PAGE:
Did counselling help you?

Hi. I’m new to the forum.
I thought I had problems but when I see what others are coping with, they all seem trivial by comparison.
The support on here looks very good, both with practical information and people reaching out.

Anyway, counselling has been suggested to me, by someone I know, as something that might help.
Trouble is I don’t know how talking about the situation will help. Either with the day to day routine or the dread that thinking about the future inevitably brings.
But I need something to help me deal with the emotions which can take so much energy. Talk about over reacting. I am literally grinding my teeth down at night, and dropping a piece of bread on the floor the other day, had me first enraged, then in tears. I avoid the news as I can’t take any more “bad” news.
I can’t see an end to any of this.

Hi Marie. Welcome to the forum.

I don’t know what your situation is, but I can relate to your emotional situation as I was feeling very much the same three years ago. Having no one to share my feelings with I saw my GP. His only suggestion was counselling and I too was reluctant to try this but thought I had nothing to lose. Of course counselling offered no practical help but I found it surprisingly helpful to share my feelings with another person, and it did enable me to get things into perspective and to see that there was light at the end of the tunnel.

I wish you well and hope that if you do try counselling that you will find it as helpful as I did.


Thank you, Jenny.

Hi Marie, hope the counselling helped?. I had a short session ,talking therapy, via the phone, due to covid. At my first session ,I was like ,how is this going to help, but held out for the second one. Personally I found it very helpful . Different techniques to relax and not overthink…I found that actually talking to someone that wasn’t in the least biased was a breath of fresh air. I suppose at first I was expecting them to sort my life out :joy::joy:. I realised there is only me that can do that, and I have to find the way to do that. My counselor listened very well, and got me to think more, hence arriving at the decisions that were right for me. I guess for me I talked myself to find the right way for me. I still use the techniques to this day , although some days are more difficult. I hope everything worked well for you, and you have found yourself again .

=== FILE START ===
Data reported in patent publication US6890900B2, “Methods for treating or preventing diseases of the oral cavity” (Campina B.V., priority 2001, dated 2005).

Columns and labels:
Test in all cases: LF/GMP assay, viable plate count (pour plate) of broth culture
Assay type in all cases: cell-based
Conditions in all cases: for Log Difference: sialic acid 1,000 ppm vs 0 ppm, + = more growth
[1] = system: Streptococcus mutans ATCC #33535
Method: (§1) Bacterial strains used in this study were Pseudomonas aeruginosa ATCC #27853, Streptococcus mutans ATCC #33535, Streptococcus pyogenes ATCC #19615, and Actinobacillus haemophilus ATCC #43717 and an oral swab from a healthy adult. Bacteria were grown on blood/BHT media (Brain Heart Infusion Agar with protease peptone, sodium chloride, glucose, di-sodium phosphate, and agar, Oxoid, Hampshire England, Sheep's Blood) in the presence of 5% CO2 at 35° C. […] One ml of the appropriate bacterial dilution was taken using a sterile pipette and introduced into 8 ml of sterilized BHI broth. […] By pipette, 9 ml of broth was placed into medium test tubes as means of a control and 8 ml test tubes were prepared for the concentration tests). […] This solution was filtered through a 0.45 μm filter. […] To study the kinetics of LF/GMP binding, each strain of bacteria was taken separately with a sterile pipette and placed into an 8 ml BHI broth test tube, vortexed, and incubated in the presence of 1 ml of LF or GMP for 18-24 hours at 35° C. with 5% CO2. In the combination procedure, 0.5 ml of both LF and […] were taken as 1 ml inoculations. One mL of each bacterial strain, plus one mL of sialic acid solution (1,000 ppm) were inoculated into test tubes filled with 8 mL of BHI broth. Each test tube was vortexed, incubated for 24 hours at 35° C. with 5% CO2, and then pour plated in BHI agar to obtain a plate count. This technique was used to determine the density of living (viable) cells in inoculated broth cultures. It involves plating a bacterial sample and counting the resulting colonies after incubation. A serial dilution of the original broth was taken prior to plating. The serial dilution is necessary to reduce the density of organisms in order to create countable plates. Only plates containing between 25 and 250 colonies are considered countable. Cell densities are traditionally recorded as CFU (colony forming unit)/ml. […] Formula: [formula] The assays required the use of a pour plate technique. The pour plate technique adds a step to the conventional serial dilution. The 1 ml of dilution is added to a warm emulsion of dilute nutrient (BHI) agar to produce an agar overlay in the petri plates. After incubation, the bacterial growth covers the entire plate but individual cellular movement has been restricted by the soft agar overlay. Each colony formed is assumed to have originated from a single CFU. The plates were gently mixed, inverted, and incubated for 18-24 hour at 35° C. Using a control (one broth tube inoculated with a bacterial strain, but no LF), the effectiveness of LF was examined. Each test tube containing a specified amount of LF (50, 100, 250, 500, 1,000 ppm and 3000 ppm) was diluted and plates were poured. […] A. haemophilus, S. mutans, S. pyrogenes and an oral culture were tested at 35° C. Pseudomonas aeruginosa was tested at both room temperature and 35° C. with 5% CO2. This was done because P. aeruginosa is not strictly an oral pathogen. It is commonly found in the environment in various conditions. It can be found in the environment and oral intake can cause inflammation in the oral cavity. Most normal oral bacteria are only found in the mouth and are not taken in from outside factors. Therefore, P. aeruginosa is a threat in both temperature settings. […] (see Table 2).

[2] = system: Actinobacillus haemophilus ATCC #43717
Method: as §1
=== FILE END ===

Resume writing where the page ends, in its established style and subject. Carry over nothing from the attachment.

I helped my mum for ages take care of my papa towards the end of his life a couple years ago and we would do his shopping and visit him in between NHS carers coming in, so we were all like a team doing our own roles. It actually got really difficult towards the end for him to still live at home and it really affected all of us individually because caring for him become so so challenging and a lot of anxiety stemmed from the experience for myself and still lives with me the now. I would 100% advocate doing counselling if you feel the same or are under pressure because talking about how I was feeling really deeply helped me get to where I am now and can reflect on how hard caring for my Papa was and all the family dynamics and issues that stemmed from it. So yeah counselling truly works! I recently decided to help my mum pay for dental implants link removed by moderator as well after getting lots of stress related dental issues that screwed up her teeth round about the time we were caring for my Papa. Things get better! you just need to make sure you are taking care of yourself too and balancing your own wellbeing. Hope this helps, and thanks for letting me vent.

Counselling was really helpful for me. I missed my husband dreadfully, we always talked everything over together, I felt very lost after he died.
Despite being newly widowed, disabled in a recent car crash, disabled mum, and brain damaged son everyone wanted a piece of me even when I was struggling to run our business.
Initially just me talking seemed an utter waste of my time, but gradually the counsellor got to know me, to set my priorities, and my boundaries about what I would and would not do.
Most of all I realised that I wanted to help mum, I was doing things out of love, not duty.
We were different as chalk and cheese, she frustrated me beyond words at times, but she was my mum, and I loved her.
The counsellor supported me through the death of my brother, and mother, and the aftermath. She helped me feel proud of what I could do for mum, not guilty about what I couldn’t.

Counselling helped me. I could say things that I could not tell anyone else.